I used to ask students how far back Mushkegowuk history goes. Their answers were in the hundreds and echoed the history texts in front of them. Not too many said that we have been on this land for several millennia. As the legends, oral stories and area land marks come to their attention, they realize our people have been on Turtle Island for thousands and thousands of years. As we uncover a landmark and express our curiosity, the elders have begun to fill in the blanks. The reason why it was hidden is a story in itself, a story to be told at a later time.
Our stories need to come out. We can help each other realize that experience, no matter how difficult, can be a teacher. I will advise youth (of all Nations) to speak to their old people and uncover their past – from those that lived it. You will have your story and the elder receives companionship and attention from you. For them that is a priceless exchange.
I'm a former Chief of Fort Albany First Nation, a Cree community on the shores of James Bay in Ontario, Canada. I'm a writer, educator, poet and activist. As a residential school survivor, I assisted the founding of the The Peetabeck Keway Keykaywin Association (PKKA) shortly after the first reunion of the residential school in 1991 as a way to assist fellow survivors navigate the trauma they had suffered and be part of a larger voice. I own a sawmill and also work as a consultant, speaker and researcher.
Evelyn (middle) with her sister Mary Jane (right) and Susan Enberg, looking through archival photos. Image by: Lindsay Fitzgerald, Ottawa, 2017
Evelyn Korkmaz is a Mushkegowuk Cree and a survivor of the notoriously violent St. Anne’s Residential School that was operated by the Catholic Church, in her community of Fort Albany First Nation from 1903 to 1976. Evelyn aspires to bring Canada’s previously hidden dark Indigenous history to the forefront of all Canadians. She seeks to break the long-held silences of horrific abuses against Indigenous children who were removed from their families and forced to reside in federally mandated residential schools. Through film screenings and public speaking, Evelyn brings her direct knowledge and lived experiences, of the horrors and fears suffered under the federal residential school policy. She provides valuable insights during this era of Government promises for ‘truth and reconciliation’.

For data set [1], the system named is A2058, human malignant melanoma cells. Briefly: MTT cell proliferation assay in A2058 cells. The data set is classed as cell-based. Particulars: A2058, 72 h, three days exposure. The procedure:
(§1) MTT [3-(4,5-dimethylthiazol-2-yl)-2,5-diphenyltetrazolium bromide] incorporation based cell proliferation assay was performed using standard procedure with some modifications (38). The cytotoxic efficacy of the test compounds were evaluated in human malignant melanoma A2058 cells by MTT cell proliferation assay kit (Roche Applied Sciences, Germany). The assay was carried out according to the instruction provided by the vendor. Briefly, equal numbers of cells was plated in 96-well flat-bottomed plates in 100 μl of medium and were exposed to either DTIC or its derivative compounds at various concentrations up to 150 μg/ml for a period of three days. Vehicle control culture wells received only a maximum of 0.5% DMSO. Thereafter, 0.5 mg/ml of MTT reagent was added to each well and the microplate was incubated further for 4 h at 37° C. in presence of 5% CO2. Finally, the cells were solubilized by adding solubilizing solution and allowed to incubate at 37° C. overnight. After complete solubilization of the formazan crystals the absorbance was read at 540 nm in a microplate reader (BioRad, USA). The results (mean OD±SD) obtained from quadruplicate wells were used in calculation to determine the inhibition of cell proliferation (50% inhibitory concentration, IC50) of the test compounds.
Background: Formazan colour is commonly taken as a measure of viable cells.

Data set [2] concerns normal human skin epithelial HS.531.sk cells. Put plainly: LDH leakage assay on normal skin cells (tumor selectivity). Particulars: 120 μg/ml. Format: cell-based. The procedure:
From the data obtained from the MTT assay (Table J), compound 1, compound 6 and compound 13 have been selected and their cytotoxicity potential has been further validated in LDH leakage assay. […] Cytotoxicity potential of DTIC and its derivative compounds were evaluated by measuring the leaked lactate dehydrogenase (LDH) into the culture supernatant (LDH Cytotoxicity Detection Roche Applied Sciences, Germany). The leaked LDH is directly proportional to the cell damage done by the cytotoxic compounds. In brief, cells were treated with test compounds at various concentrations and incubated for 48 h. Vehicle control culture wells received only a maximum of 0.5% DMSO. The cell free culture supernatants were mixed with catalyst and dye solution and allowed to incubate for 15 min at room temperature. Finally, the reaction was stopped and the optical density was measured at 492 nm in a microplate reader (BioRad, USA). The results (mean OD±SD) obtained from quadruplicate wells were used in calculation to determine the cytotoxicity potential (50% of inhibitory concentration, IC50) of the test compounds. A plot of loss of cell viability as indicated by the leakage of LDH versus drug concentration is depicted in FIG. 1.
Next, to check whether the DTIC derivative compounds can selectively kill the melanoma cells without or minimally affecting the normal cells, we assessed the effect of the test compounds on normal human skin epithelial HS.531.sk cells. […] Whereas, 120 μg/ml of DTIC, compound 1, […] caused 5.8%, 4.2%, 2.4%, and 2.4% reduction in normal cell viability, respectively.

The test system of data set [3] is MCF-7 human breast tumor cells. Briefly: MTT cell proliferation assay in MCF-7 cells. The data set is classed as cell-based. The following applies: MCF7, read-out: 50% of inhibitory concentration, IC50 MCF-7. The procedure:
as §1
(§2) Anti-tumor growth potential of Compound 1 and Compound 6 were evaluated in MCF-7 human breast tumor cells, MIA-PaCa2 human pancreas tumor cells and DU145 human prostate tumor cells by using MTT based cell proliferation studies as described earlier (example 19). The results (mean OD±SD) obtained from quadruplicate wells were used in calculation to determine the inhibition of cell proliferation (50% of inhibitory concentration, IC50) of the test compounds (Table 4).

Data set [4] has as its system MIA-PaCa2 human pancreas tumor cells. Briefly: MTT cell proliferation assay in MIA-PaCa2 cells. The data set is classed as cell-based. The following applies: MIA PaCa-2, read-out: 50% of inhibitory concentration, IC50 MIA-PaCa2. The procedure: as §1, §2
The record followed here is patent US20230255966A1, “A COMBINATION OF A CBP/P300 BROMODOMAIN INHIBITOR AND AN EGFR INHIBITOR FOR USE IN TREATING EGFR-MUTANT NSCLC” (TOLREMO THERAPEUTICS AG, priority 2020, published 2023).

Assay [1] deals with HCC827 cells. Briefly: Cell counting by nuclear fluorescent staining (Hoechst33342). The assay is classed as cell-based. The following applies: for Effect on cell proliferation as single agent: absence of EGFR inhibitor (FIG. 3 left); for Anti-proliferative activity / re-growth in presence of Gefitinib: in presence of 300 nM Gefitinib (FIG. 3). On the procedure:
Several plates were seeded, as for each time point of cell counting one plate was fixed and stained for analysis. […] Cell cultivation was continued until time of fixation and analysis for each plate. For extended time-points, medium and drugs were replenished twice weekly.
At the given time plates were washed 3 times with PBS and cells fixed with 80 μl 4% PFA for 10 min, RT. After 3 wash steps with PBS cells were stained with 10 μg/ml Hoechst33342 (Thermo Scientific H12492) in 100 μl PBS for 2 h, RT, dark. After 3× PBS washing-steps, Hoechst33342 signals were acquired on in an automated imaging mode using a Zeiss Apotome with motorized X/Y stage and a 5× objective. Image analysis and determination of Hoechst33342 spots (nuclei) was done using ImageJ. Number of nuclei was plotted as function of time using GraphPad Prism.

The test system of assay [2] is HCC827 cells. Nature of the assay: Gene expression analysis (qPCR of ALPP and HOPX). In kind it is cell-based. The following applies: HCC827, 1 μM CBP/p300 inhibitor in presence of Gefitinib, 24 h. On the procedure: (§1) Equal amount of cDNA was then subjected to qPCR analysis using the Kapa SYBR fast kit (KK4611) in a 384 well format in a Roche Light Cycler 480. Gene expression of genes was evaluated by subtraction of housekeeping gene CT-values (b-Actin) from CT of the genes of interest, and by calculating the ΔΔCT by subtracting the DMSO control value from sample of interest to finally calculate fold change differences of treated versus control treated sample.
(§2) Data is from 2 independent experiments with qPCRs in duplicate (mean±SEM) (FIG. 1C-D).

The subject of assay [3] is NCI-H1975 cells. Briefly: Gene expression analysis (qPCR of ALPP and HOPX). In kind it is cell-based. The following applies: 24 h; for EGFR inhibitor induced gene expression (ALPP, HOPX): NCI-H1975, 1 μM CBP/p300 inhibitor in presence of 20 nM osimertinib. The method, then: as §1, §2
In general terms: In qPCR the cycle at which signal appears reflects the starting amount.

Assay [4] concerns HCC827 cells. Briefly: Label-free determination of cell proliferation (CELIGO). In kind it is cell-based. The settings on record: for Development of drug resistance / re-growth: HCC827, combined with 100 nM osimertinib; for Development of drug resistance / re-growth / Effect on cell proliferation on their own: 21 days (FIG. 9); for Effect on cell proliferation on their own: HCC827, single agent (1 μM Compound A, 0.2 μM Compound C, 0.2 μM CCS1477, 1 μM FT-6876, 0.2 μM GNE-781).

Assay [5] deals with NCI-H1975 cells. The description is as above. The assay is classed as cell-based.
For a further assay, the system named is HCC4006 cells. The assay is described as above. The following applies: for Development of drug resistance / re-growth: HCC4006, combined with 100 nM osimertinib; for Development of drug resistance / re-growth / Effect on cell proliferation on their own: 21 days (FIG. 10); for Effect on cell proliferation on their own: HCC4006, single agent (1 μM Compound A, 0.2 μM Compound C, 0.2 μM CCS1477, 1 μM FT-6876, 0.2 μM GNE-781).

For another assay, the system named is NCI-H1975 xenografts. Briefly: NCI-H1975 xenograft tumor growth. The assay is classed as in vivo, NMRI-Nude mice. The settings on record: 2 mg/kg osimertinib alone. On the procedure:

Evelyn is a founding member of Ending Clergy Abuse (ECA), an international organization started in 2018 with members from about 28 countries. She has participated in taking significant steps to lobby the Vatican to end sexual abuse of children by church officials and to hold those accountable who know about abuse but engage in cover up. Evelyn is also a founding member of Advocates for Clergy Trauma Survivors in Canada (ACTS), a multi-partisan coalition of indigenous and non-indigenous advocates from coast-to-coast whose goal is to ensure that those who have experienced harm within religious institutions find justice and peace. In 2018, 2019 and 2020, Evelyn attended and presented at the United Nations in Geneva, Switzerland and testified several times before the UN Committee on Human Rights, the UN Committee on Rights of the Child and the UN Committee Against Torture. She testified on behalf of all Indigenous Canadians who are survivors of sexual abuse in the church-run residential schools and survivors of child torture. Evelyn explained to the UN and to the international media that all Indigenous children in Canada were forced under federal law to attend these Christian-church operated residential schools, and that there was terrible abuse of the children under the guarding-ship of the Canadian government and the Oblates missionaries. In Geneva, in 2020, Evelyn also made a presentation to the World Organization Against Torture (OMCT), and shared her personal story of sexual abuse and torture. Evelyn continues to advocate for Indigenous residential school survivors, so that survivors will never be forgotten.
Vivian Timmins is O'Mushkego Cree and she calls Fort Albany, Ontario, her homeland. She is Eagle Clan and a band member of Constance lake First Nation. Among her accomplishments, Vivian is an author and has earned Bachelor and Master of Social Work degrees. Vivian is a registered Social Worker.